On certain tube-equipped vehicles, the orifice is enmeshed to filter impurities from the other components. If the A/C stops delivering sufficient amounts of cool air, it could be down to a faltering valve or tube, either of which could fail if clogged with debris or other impurities.
The evaporator is the component that cools the air and renders it moisture free. Whenever you turn on your A/C and feel a cooling satisfaction within seconds — regardless of whether it’s 100°-plus outside — it means your evaporator is in tip-top shape.
Situated behind the dashboard, the evaporator marks the last stop in the cooling process before the air enters the passenger compartment. The cooling itself occurs as the air passes through refrigerant in the evaporator, which simultaneously sucks atmospheric heat from within the car. As with other components within the system, the failure of the A/C to deliver sufficient coolness could be the result of a worn evaporator.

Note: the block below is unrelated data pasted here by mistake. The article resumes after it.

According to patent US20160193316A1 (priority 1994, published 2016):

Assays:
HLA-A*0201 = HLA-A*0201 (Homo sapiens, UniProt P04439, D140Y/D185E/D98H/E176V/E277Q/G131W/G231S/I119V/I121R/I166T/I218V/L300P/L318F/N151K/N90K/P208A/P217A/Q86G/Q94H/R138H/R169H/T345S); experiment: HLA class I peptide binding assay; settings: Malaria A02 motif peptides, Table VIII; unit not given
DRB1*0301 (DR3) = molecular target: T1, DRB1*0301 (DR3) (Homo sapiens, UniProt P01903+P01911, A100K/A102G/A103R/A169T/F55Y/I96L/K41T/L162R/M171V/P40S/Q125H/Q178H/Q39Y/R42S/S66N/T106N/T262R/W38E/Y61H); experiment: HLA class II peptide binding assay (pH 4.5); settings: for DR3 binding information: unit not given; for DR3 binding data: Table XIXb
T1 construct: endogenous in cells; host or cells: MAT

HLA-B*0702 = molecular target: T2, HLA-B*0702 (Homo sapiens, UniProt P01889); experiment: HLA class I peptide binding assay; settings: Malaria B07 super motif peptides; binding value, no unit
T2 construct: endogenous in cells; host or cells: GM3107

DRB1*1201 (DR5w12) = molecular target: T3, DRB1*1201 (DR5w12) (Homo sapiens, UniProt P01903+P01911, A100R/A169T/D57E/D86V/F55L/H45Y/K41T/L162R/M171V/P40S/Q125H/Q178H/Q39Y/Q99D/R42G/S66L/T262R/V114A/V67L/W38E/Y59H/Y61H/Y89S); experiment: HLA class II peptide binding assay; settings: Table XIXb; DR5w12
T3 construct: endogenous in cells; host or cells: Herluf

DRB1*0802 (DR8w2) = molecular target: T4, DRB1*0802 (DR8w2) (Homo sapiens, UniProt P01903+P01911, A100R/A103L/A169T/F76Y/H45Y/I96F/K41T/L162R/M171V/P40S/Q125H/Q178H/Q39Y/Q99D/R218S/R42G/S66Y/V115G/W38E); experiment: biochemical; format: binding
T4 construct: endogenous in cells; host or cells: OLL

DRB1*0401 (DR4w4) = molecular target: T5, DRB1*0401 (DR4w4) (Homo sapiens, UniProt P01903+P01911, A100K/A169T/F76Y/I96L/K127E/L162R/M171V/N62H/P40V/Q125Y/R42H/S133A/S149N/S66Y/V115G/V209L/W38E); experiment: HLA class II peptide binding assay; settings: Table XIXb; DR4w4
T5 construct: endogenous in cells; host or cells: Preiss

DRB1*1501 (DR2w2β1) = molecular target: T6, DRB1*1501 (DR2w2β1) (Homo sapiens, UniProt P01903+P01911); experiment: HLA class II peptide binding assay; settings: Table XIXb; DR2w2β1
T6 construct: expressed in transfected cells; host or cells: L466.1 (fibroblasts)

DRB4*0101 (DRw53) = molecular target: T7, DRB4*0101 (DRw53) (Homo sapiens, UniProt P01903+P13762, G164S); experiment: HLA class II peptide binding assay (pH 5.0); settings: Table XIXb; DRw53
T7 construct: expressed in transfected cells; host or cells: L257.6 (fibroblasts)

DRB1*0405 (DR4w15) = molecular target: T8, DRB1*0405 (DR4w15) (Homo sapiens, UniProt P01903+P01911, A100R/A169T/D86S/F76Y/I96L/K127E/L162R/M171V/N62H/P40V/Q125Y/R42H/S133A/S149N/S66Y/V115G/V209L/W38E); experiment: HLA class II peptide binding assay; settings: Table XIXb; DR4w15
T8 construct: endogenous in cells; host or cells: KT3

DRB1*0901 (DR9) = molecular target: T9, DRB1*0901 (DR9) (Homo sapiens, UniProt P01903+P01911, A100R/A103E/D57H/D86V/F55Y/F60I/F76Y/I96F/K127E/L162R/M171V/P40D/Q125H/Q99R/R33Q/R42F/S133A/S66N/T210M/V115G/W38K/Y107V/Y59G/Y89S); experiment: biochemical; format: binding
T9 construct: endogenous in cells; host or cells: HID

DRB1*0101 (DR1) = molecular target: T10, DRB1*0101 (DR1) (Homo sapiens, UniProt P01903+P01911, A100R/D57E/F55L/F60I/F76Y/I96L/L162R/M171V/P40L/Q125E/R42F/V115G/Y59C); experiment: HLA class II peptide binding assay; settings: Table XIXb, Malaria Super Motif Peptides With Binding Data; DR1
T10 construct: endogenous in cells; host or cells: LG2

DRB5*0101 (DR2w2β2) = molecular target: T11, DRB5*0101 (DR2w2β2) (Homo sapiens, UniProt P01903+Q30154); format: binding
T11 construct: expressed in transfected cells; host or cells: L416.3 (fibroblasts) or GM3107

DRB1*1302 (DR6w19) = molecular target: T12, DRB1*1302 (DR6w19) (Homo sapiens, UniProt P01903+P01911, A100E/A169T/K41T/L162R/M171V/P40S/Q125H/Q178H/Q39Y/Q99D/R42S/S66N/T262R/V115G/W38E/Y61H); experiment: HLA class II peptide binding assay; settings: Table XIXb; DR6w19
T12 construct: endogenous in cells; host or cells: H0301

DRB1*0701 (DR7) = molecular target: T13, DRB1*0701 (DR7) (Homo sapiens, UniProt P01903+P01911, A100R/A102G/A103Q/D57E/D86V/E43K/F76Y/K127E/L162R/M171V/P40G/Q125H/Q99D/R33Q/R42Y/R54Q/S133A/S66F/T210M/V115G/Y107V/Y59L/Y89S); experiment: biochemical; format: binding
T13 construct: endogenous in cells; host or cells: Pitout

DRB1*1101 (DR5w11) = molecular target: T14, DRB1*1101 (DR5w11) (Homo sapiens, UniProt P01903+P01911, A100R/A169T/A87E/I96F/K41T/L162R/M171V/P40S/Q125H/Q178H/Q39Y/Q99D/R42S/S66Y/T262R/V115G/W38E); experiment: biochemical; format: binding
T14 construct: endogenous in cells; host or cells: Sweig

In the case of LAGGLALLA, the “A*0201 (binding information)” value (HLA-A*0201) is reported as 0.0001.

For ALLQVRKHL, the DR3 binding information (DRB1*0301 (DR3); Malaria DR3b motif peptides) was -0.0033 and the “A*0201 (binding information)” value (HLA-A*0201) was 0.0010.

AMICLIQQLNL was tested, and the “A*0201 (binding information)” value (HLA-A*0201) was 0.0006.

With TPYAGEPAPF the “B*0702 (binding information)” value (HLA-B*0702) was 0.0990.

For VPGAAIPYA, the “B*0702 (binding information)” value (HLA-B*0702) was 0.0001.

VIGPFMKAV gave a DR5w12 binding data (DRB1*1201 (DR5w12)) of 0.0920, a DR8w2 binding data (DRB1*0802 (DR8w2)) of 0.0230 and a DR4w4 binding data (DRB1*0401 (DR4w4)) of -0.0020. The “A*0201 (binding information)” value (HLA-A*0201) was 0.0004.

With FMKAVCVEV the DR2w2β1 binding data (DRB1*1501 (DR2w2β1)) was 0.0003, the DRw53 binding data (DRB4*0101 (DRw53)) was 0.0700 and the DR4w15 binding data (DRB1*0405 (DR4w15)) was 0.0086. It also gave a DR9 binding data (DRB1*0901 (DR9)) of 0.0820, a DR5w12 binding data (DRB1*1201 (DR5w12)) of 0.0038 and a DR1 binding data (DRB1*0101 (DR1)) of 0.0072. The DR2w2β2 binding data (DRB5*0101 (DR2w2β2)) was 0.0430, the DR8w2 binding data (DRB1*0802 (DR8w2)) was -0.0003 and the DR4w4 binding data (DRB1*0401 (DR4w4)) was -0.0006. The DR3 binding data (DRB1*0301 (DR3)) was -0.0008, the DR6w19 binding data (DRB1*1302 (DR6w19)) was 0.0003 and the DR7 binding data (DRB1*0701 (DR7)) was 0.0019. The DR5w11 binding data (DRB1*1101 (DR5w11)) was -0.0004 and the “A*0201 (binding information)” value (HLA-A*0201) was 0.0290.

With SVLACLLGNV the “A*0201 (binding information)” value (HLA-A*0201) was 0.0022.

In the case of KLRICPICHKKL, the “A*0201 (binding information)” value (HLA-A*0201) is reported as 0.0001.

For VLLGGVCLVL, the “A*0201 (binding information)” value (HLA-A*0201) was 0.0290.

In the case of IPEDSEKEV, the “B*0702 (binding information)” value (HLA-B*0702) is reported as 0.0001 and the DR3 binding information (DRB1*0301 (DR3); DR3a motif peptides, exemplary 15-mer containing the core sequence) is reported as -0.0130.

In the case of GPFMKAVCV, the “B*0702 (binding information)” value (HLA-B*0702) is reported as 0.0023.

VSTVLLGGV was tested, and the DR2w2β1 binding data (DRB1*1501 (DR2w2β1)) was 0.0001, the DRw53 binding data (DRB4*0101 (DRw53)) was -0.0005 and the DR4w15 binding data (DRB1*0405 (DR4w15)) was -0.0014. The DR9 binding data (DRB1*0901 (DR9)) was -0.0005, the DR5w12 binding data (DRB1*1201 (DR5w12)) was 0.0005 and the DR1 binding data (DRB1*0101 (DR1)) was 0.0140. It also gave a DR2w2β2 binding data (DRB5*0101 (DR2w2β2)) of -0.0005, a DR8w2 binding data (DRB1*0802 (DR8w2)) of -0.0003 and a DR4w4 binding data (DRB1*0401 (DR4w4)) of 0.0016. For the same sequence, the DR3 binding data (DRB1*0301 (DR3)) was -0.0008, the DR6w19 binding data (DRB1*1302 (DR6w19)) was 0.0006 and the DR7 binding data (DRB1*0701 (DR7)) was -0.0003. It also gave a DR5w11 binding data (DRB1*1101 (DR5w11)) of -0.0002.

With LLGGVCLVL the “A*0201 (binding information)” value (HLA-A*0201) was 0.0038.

When the A/C button is pushed on the center console, the air compressor is activated by an electro-magnetic clutch. This enacts the pressurization of refrigerant for the condenser before it’s ultimately sent to the evaporator. Temperatures within the evaporator are gauged and regulated by the cycling clutch switch, which protects the core of the evaporator from freezing entirely. Signs of a failing clutch switch include freeze-up or insufficient coldness within the evaporator.
When the A/C system is being recharged, refrigerant enters in through the charge port, which is located on the large hose that’s situated close to the accumulator.
Air Compressors Make Life Easier
With the unique capabilities afforded by air compressors, today’s vehicles and assembly lines are equipped with functions that would otherwise be impossible. For nearly a century, Quincy Compressor has provided air compressors both large and small for virtually every type of pneumatic operation. While the process of compressing air is the same, Quincy’s compressor equipment is used in a variety of tough and demanding applications when efficient operation is paramount.